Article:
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Haiti Frees Ninth Accused Missionary Kidnapper: Organizer Still Held

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PORT-AU-PRINCE, Haiti — One of two Baptist missionaries still held on kidnapping charges in Haiti was released and flew to Miami on Monday, but the U.S. group's leader remained in custody.

Charisa Coulter, 24, was taken from her jail cell to the airport by U.S. Embassy staff more than a month after she and nine other Americans were arrested for trying to take 33 children out of Haiti after the earthquake.

Coulter, wearing a red tank top and sunglasses, declined comment as she quickly got into an SUV that took her to the Haitian airport, where she caught a flight back to the United States.

Coulter's father said his daughter arrived in Miami late Monday and went straight to a hotel.

Mel Coulter said her release brings a mix of joy and sorrow knowing that the leader of the Idaho-based missionary group, Laura Silsby, will be spending the night all alone in a Haitian jail.

"It is good news, but it's tempered," Coulter said. "We're really happy to have our daughter back on American soil. But Laura is still there. So this is really only completing part of the journey for the two of them. My daughter has left her best friend behind."

Silsby, 40, said she was glad about Coulter's release.

"I'm very happy that she left today, and for her freedom, and expect mine to come soon," Silsby told The Associated Press as she left the courthouse where a judge held a closed hearing Monday. She was returned to her cell in a police station near Port-au-Prince airport.

Defense lawyer Louis Ricardo Chachoute said Coulter was released because there was no evidence to support the charges of kidnapping and criminal association. He predicted Silsby would be released soon as well.

"There are no prosecution witnesses to substantiate anything," Chachoute said.

Coulter, of Boise, is a diabetic and had medical difficulties during her confinement. She was treated at least once, on Feb. 1, by American doctors after collapsing with what she said was either severe dehydration or the flu.

After a court hearing Monday for Silsby, Judge Bernard Saint-Vil said he heard evidence from a police officer who said he stopped Silsby from loading a bus with children near the Dominican Republic consulate in Port-au-Prince on Jan. 26. That was three days before her group was arrested while trying to cross into the Dominican Republic with 33 children.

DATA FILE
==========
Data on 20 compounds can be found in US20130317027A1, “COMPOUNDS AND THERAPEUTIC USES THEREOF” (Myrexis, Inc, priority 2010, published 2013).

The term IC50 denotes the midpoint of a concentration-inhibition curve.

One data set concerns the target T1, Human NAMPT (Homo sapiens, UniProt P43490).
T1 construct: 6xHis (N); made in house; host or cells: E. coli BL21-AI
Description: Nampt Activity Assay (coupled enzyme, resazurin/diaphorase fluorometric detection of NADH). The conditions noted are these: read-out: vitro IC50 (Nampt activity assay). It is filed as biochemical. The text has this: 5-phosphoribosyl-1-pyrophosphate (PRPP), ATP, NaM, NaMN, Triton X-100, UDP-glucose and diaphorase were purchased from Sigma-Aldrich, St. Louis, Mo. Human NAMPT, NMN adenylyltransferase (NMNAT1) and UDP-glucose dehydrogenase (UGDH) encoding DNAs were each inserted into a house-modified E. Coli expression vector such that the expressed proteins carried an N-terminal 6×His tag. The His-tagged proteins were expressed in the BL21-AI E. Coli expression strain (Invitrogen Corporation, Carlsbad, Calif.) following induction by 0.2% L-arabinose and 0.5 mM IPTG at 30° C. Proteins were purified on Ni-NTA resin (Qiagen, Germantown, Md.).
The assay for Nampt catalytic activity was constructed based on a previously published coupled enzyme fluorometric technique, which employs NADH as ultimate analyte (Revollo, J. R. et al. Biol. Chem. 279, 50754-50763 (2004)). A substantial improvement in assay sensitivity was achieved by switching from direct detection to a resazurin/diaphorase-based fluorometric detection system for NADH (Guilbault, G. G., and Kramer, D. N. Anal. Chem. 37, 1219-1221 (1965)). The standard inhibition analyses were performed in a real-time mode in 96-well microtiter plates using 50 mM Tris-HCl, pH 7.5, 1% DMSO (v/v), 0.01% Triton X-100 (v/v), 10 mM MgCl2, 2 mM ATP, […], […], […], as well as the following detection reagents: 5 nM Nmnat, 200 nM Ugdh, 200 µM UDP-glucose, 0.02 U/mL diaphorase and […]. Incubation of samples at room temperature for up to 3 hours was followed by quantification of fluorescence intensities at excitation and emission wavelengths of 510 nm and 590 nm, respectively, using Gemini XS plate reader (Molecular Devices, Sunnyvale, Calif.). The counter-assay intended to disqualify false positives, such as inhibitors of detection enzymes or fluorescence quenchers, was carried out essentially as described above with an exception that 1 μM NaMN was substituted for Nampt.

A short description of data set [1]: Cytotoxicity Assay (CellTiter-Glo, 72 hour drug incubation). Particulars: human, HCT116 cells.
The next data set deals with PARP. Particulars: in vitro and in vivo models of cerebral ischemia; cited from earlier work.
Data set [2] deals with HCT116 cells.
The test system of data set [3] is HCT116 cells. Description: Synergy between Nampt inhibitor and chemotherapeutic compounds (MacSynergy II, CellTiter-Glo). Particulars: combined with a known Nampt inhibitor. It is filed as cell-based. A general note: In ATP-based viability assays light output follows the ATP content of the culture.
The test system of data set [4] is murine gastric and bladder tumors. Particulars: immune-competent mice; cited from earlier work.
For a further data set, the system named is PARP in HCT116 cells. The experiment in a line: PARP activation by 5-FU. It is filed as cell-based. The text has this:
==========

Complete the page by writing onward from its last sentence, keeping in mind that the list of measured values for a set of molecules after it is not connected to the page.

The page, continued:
"I found inconsistencies in some of Laura's statements," Saint-Vil told reporters, saying he planned to visit the Dominican consulate to resolve them.

The Dominican consul in Haiti, Carlos Castillo, has said previously that he warned Silsby she lacked the required papers to leave the country with the children and risked being arrested at the border for child trafficking.

The Americans' arrest came as Haitian authorities were trying to crack down on unauthorized adoptions to prevent child trafficking in the chaos following the catastrophic Jan. 12 earthquake.

Silsby initially said the children were orphaned in the quake that the government said has killed more than 230,000 people. But the AP found the children had been given away by still-living parents.

Chachoute said the Americans only came to Haiti to help the country. "Firstly, there was no criminal conspiracy; secondly, there was no child snatching," he said.

The Baptist group planned to take the children to the neighboring Dominican Republic to an orphanage that Silsby was creating in a former hotel.

The judge released eight of the Americans on Feb. 17 after concluding parents voluntarily gave up their children in the belief that the Baptist group would give them a better life. But he decided he still had additional questions for Silsby and Coulter.

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Associated Press Writer Todd Dvorak in Boise, Idaho contributed to this report.

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